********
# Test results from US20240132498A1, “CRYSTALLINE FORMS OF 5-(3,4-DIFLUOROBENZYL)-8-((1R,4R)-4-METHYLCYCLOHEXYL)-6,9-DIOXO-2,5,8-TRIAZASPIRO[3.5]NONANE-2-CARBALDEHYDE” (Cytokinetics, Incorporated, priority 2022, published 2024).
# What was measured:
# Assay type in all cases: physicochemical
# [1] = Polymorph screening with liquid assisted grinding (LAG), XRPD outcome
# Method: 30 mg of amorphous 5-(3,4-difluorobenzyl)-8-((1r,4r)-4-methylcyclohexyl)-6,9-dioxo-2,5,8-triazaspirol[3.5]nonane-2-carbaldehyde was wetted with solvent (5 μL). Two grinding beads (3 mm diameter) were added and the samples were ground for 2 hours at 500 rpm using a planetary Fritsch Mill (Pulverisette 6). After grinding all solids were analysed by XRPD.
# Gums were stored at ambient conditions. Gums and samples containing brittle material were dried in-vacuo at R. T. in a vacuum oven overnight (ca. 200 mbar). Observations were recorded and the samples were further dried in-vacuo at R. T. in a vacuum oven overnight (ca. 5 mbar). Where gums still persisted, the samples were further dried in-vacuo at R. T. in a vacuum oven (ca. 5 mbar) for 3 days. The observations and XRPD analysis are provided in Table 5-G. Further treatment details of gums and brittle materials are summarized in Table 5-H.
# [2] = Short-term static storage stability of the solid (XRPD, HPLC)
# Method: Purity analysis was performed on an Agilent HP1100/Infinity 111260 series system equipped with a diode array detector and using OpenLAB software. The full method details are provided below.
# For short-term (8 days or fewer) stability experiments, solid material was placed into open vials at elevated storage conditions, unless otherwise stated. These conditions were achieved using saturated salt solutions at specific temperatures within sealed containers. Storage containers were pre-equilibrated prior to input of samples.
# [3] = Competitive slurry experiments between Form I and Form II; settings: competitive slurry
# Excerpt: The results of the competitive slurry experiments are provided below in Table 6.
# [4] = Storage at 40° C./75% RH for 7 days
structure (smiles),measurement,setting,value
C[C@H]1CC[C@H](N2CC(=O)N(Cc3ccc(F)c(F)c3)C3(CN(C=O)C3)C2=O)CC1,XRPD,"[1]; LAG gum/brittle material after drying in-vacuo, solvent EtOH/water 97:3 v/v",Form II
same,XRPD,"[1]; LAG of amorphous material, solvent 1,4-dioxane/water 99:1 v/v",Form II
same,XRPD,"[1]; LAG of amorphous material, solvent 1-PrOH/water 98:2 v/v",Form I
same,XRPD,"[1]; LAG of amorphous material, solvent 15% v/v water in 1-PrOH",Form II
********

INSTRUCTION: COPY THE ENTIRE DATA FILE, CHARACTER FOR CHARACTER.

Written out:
# Test results from US20240132498A1, “CRYSTALLINE FORMS OF 5-(3,4-DIFLUOROBENZYL)-8-((1R,4R)-4-METHYLCYCLOHEXYL)-6,9-DIOXO-2,5,8-TRIAZASPIRO[3.5]NONANE-2-CARBALDEHYDE” (Cytokinetics, Incorporated, priority 2022, published 2024).
# What was measured:
# Assay type in all cases: physicochemical
# [1] = Polymorph screening with liquid assisted grinding (LAG), XRPD outcome
# Method: 30 mg of amorphous 5-(3,4-difluorobenzyl)-8-((1r,4r)-4-methylcyclohexyl)-6,9-dioxo-2,5,8-triazaspirol[3.5]nonane-2-carbaldehyde was wetted with solvent (5 μL). Two grinding beads (3 mm diameter) were added and the samples were ground for 2 hours at 500 rpm using a planetary Fritsch Mill (Pulverisette 6). After grinding all solids were analysed by XRPD.
# Gums were stored at ambient conditions. Gums and samples containing brittle material were dried in-vacuo at R. T. in a vacuum oven overnight (ca. 200 mbar). Observations were recorded and the samples were further dried in-vacuo at R. T. in a vacuum oven overnight (ca. 5 mbar). Where gums still persisted, the samples were further dried in-vacuo at R. T. in a vacuum oven (ca. 5 mbar) for 3 days. The observations and XRPD analysis are provided in Table 5-G. Further treatment details of gums and brittle materials are summarized in Table 5-H.
# [2] = Short-term static storage stability of the solid (XRPD, HPLC)
# Method: Purity analysis was performed on an Agilent HP1100/Infinity 111260 series system equipped with a diode array detector and using OpenLAB software. The full method details are provided below.
# For short-term (8 days or fewer) stability experiments, solid material was placed into open vials at elevated storage conditions, unless otherwise stated. These conditions were achieved using saturated salt solutions at specific temperatures within sealed containers. Storage containers were pre-equilibrated prior to input of samples.
# [3] = Competitive slurry experiments between Form I and Form II; settings: competitive slurry
# Excerpt: The results of the competitive slurry experiments are provided below in Table 6.
# [4] = Storage at 40° C./75% RH for 7 days
structure (smiles),measurement,setting,value
C[C@H]1CC[C@H](N2CC(=O)N(Cc3ccc(F)c(F)c3)C3(CN(C=O)C3)C2=O)CC1,XRPD,"[1]; LAG gum/brittle material after drying in-vacuo, solvent EtOH/water 97:3 v/v",Form II
same,XRPD,"[1]; LAG of amorphous material, solvent 1,4-dioxane/water 99:1 v/v",Form II
same,XRPD,"[1]; LAG of amorphous material, solvent 1-PrOH/water 98:2 v/v",Form I
same,XRPD,"[1]; LAG of amorphous material, solvent 15% v/v water in 1-PrOH",Form II